Jay Clarke, psychotherapist, shares what happens at our Rehabilitation Centre in Merseyside.
I have worked for The Katie Piper Foundation for 7 years and I feel privileged to be part of a dedicated team of people. The Rehabilitation Centre is a relatively new service and is the UK’s first ever live-in rehabilitation centre for adult survivors of burns and scars.
The rehabilitation team develop individually tailored programmes for every survivor in consultation with them and their existing medics; programmes are focused around the wellbeing, needs and goals of the individual. If, at the point of assessment, nature therapy is considered to be helpful for the survivor, some nature sessions with me are scheduled in, usually one near the beginning of admission and one towards the end of their stay at the centre.
The centre is situated within beautiful grounds in the countryside. The air is fresh and there is a wide variety of beautiful trees, birds, plants and flowers and accessible paths and terrain. In a typical nature session, we would step outside into the grounds and converse about what the survivor thinks and feels and wants to focus upon, whilst strolling, sitting and engaging with nature. If the person wishes, we can also do some mindfulness in nature too.
When we step outdoors into the natural world our internal nature can be influenced immensely. Nature is naturally therapeutic; a plethora of research supports what we instinctively know about fresh air, movement, sensory delights, connectedness and communication; engaging with nature has been shown to have positive benefits for our health and wellbeing. There is an abundance of symbolism and metaphor to be experienced in nature, which can be utilised in therapy sessions with powerful and meaningful outcomes. Natural settings provide a very rich, reflective environment for therapeutic work and the grounds of the Rehabilitation Centre are a very peaceful and private place to connect with nature. Survivors can also access the grounds in their free time.
Although studies have shown that exposure to green spaces can enhance our ability to recover from traumatic injuries, there is never any pressure for someone to have a meeting outside. Sometimes the weather ‘up north’ can be a bit wild and the person may prefer a meeting indoors, or may feel tired as they are often just starting to build their physical fitness again. In these circumstances we meet indoors, and sometimes we do a guided visualisation to a place in nature that is agreeable and relaxing, like a beach or forest. The survivor can record the guided visualisation on their phone so they can access their special nature place whenever they wish. Research shows there are measurable benefits from using nature-based guided visualisations, particularly in therapeutic contexts where there is no nature present in the actual surrounding environment. All visitors have lovely views of nature from their accommodation windows, which has also been shown to have measurable positive effects on patient health and wellbeing.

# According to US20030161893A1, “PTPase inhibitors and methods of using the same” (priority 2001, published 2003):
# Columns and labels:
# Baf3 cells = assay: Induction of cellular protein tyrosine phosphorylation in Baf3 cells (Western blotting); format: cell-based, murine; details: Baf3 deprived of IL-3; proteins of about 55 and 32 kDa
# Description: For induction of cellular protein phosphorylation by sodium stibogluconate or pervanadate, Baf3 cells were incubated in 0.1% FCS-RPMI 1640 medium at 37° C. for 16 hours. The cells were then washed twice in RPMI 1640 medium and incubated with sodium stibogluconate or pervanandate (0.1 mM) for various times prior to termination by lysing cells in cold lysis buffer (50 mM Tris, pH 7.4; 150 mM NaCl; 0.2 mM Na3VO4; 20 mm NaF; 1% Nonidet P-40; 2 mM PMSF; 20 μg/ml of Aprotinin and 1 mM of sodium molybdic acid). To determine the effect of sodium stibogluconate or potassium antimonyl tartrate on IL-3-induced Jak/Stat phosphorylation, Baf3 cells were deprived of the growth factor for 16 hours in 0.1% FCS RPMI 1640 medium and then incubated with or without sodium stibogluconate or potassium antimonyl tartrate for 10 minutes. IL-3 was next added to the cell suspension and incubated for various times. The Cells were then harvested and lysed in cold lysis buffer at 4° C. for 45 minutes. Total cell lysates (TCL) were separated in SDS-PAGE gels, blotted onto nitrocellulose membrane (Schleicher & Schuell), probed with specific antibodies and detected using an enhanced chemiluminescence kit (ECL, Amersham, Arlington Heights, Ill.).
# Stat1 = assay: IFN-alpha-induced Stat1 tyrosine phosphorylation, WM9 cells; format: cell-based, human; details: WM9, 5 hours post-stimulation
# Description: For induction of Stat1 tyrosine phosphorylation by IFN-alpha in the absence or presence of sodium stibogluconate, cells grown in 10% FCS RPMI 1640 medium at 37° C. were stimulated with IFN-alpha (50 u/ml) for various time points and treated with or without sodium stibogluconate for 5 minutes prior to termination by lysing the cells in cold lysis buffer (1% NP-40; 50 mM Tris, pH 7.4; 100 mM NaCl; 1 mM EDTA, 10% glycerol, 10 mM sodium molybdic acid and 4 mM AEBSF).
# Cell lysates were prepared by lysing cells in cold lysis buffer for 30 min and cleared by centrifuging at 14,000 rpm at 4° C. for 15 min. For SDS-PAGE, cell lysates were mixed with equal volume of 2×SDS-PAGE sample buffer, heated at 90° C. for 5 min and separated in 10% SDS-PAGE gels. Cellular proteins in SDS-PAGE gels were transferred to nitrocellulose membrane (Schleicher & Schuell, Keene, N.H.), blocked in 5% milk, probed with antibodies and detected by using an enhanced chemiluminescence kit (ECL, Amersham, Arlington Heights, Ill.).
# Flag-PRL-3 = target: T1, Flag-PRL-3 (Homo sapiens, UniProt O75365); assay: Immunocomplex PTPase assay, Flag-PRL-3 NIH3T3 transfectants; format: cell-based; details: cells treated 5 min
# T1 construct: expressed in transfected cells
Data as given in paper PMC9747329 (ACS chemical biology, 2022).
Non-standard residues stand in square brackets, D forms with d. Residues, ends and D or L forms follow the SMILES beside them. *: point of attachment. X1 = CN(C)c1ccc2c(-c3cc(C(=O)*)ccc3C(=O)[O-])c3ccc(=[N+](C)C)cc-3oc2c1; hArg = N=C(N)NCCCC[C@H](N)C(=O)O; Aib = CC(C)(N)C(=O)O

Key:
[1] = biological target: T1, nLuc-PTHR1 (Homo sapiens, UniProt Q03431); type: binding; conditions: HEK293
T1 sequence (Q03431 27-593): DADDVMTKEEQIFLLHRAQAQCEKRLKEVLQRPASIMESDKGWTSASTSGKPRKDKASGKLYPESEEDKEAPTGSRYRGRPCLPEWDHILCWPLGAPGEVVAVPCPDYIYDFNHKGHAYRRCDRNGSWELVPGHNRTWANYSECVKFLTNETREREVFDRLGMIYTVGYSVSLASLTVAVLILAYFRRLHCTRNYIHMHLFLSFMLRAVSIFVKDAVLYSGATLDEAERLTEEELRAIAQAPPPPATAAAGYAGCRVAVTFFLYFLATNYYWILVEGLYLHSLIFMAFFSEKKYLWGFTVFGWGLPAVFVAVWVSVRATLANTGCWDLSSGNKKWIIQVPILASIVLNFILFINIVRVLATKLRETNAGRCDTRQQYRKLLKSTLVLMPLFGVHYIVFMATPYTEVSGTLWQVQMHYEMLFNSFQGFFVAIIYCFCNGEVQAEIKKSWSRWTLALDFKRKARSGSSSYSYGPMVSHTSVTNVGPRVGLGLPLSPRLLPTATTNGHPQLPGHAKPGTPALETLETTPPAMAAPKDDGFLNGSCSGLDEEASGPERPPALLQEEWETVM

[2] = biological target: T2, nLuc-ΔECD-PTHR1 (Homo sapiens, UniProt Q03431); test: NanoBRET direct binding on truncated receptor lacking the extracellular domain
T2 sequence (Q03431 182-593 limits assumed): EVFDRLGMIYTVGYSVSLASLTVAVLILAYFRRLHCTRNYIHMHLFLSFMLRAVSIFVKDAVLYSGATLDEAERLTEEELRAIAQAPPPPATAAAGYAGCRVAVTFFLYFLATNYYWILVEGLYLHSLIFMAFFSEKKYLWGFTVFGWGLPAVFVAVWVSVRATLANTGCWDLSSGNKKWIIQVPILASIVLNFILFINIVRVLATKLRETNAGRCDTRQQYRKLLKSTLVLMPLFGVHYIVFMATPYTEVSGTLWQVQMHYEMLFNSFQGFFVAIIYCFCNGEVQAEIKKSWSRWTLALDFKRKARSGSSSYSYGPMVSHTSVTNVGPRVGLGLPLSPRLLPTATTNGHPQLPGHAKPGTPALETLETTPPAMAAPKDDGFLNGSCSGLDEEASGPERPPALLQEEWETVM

In our second meeting, towards the end of their programme, I notice significant differences in the survivors physical and psychological wellbeing; we work together so that they leave the programme with an increased understanding of how to support themselves and with enriched knowledge and confidence in their recovery.
I find the multi-dimensional approach of working with a team of highly skilled, caring, creative, and dedicated people and supporting burns survivors through utilising state of the art facilities and nature connection in recovery an incredibly inspiring and rewarding experience.
Visit Jay’s website www.therapyupnorth.co.uk to access nature wellbeing resources
I work in The Katie Piper Foundation Rehabilitation Centre in Merseyside. The centre is residential and supports the survivors of burns after their acute NHS care is finished. Survivors come to stay with us, typically for one month and I see them every morning, working with them to improve their fitness and help ease the impact of their, often very severe, burns and scars.
When people first come into the centre we work with them to draw up a list of goals covering what they want to achieve during their time with us. We review these goals on a weekly basis, ensuring that each person receives the most appropriate support for them during their stay. Although everyone’s goals are different there are usually common themes that run through them. Often people have been in hospital for weeks and even months so improving their fitness is usually a priority. Many also want to concentrate on increasing freedom of movement in a particular area, often restricted due to tight scarring and skin grafts, overarching things such as improving confidence and increasing independence are always key goals.
There is a whole team here working on different aspects of rehabilitation. My role involves working to support survivors using physiotherapy. This encompasses a few different activities depending on their specific goals. I am usually with someone for a whole morning, I will start off working on their overall fitness and core strength, improving fitness is essential in the journey back to health. I might do some pilates with them or some circuits and balance work as well as exercises to improve their muscle tone and function. I help them to work out on our multi gym, this records their fitness levels so we can track their progress and they can see how the effort they are putting in is paying off. Often people have very specific goals, such as improving their balance in walking up and down the stairs and we will work on specific exercises for this.